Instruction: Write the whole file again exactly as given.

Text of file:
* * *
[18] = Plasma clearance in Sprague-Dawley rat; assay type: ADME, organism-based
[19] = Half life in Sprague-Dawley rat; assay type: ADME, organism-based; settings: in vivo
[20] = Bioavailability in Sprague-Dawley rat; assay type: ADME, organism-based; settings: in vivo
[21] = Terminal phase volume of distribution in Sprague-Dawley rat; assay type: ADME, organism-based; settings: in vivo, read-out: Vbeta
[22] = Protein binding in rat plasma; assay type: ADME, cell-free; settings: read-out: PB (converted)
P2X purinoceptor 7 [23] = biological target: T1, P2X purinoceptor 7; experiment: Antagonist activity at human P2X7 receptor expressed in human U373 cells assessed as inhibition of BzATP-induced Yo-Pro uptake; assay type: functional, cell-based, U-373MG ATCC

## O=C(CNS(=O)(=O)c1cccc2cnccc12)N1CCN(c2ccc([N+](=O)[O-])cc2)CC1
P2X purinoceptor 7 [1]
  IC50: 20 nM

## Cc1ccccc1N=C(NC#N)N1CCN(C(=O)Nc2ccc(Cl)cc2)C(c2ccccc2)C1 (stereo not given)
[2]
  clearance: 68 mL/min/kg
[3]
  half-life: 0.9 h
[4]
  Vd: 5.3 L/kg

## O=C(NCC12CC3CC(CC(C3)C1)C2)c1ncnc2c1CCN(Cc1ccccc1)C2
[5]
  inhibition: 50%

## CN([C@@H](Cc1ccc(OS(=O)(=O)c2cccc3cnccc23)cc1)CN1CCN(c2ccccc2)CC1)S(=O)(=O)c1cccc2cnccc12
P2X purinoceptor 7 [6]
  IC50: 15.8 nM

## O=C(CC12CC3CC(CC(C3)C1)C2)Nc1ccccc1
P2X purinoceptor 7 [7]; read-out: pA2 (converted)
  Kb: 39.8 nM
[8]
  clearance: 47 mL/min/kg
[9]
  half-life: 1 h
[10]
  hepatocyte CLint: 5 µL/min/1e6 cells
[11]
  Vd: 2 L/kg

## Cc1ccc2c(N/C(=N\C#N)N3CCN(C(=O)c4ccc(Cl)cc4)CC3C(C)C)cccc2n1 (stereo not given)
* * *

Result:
[18] = Plasma clearance in Sprague-Dawley rat; assay type: ADME, organism-based
[19] = Half life in Sprague-Dawley rat; assay type: ADME, organism-based; settings: in vivo
[20] = Bioavailability in Sprague-Dawley rat; assay type: ADME, organism-based; settings: in vivo
[21] = Terminal phase volume of distribution in Sprague-Dawley rat; assay type: ADME, organism-based; settings: in vivo, read-out: Vbeta
[22] = Protein binding in rat plasma; assay type: ADME, cell-free; settings: read-out: PB (converted)
P2X purinoceptor 7 [23] = biological target: T1, P2X purinoceptor 7; experiment: Antagonist activity at human P2X7 receptor expressed in human U373 cells assessed as inhibition of BzATP-induced Yo-Pro uptake; assay type: functional, cell-based, U-373MG ATCC

## O=C(CNS(=O)(=O)c1cccc2cnccc12)N1CCN(c2ccc([N+](=O)[O-])cc2)CC1
P2X purinoceptor 7 [1]
  IC50: 20 nM

## Cc1ccccc1N=C(NC#N)N1CCN(C(=O)Nc2ccc(Cl)cc2)C(c2ccccc2)C1 (stereo not given)
[2]
  clearance: 68 mL/min/kg
[3]
  half-life: 0.9 h
[4]
  Vd: 5.3 L/kg

## O=C(NCC12CC3CC(CC(C3)C1)C2)c1ncnc2c1CCN(Cc1ccccc1)C2
[5]
  inhibition: 50%

## CN([C@@H](Cc1ccc(OS(=O)(=O)c2cccc3cnccc23)cc1)CN1CCN(c2ccccc2)CC1)S(=O)(=O)c1cccc2cnccc12
P2X purinoceptor 7 [6]
  IC50: 15.8 nM

## O=C(CC12CC3CC(CC(C3)C1)C2)Nc1ccccc1
P2X purinoceptor 7 [7]; read-out: pA2 (converted)
  Kb: 39.8 nM
[8]
  clearance: 47 mL/min/kg
[9]
  half-life: 1 h
[10]
  hepatocyte CLint: 5 µL/min/1e6 cells
[11]
  Vd: 2 L/kg

## Cc1ccc2c(N/C(=N\C#N)N3CCN(C(=O)c4ccc(Cl)cc4)CC3C(C)C)cccc2n1 (stereo not given)